Deborah Yaffe

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By Deborah Yaffe, Oct 26 2017 01:00PM

Somewhere out there, lost lambs are baa-ing to return to the fold, and a group of scholarly Bo Peeps is ready to shepherd them home.


The little lambs in question are hundreds of books formerly owned by Jane Austen’s brother Edward Austen Knight, whose estates at Godmersham and Chawton once housed libraries fine enough to satisfy even the exacting tastes of a Mr. Darcy.


In the two centuries since a catalog of the Godmersham library identified some 1,250 books, the Knight family fortunes have declined, and many volumes have scattered to the wind. (The remaining volumes belong to Chawton House Library, the library for the study of early English writing by women that is now housed in the Knights’ restored Chawton House.)


Earlier this month, three Austen scholars – Janine Barchas, an English professor at the University of Texas at Austin; Deborah Barnum, a board member of the North American Friends of Chawton House Library who blogs at Jane Austen in Vermont; and Peter Sabor, a professor of eighteenth-century studies at McGill University in Canada – announced the formation of a group whimsically entitled the Godmersham Lost Sheep Society, or GLOSS. (Barnum in fact began posting about the group months ago.)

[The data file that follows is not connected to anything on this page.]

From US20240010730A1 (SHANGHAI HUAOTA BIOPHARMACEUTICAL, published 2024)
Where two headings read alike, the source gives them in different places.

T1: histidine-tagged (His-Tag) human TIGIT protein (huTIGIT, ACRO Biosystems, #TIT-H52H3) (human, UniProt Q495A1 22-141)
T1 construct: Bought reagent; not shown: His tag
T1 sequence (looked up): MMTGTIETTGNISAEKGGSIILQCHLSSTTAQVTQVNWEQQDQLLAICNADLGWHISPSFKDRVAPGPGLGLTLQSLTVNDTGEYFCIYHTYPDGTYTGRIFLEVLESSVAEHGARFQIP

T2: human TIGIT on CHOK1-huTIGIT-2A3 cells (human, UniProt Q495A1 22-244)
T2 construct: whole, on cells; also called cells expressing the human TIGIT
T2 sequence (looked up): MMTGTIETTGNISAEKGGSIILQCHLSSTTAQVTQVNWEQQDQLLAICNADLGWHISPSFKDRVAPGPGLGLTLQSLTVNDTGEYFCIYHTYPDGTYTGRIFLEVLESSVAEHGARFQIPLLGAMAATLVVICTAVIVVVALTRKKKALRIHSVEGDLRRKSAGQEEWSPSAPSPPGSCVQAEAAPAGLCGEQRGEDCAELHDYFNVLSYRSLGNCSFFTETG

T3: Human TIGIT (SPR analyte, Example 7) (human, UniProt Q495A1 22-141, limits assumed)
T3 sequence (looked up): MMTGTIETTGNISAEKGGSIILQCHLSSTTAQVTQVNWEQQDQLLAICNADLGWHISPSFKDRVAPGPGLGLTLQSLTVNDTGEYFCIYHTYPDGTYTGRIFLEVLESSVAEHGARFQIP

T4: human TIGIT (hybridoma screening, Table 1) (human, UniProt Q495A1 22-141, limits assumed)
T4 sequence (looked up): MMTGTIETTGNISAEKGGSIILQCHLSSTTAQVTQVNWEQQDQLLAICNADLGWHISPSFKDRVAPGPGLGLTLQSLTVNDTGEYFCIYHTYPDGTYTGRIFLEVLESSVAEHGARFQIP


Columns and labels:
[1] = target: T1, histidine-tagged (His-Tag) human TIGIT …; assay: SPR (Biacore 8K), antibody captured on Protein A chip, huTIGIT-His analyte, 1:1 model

GLOSS’ goal is to track down the scattered Knight family volumes, whose inner covers bear one of the three bookplates of Montagu George Knight, a grandson of Edward Knight. (See the three bookplate designs here.) Locating the lost volumes will help to reconstruct the literary context that influenced Jane Austen, since she visited Edward’s family and had access to both his libraries.


Last February, while inspecting the Austen collection of a Texas Janeite, Barchas stumbled across an incredible find: Chawton’s copies of all six Austen novels, in the 1833 Bentley edition that brought Austen back into print for the first time after her death. The owner of the volumes, Sandra Clark, donated the books to Chawton House Library, and clearly GLOSS hopes other collectors who happen across one of Montagu George Knight’s bookplates will do the same: As regular blog readers will recall, cash-strapped Chawton is in no position to buy anything right now.


Failing that level of generosity, however, GLOSS is willing to settle for digital images of the books’ bindings, title pages and Knight bookplate. Anything to rescue those poor little lambs who have lost their way – baa, baa, baa.


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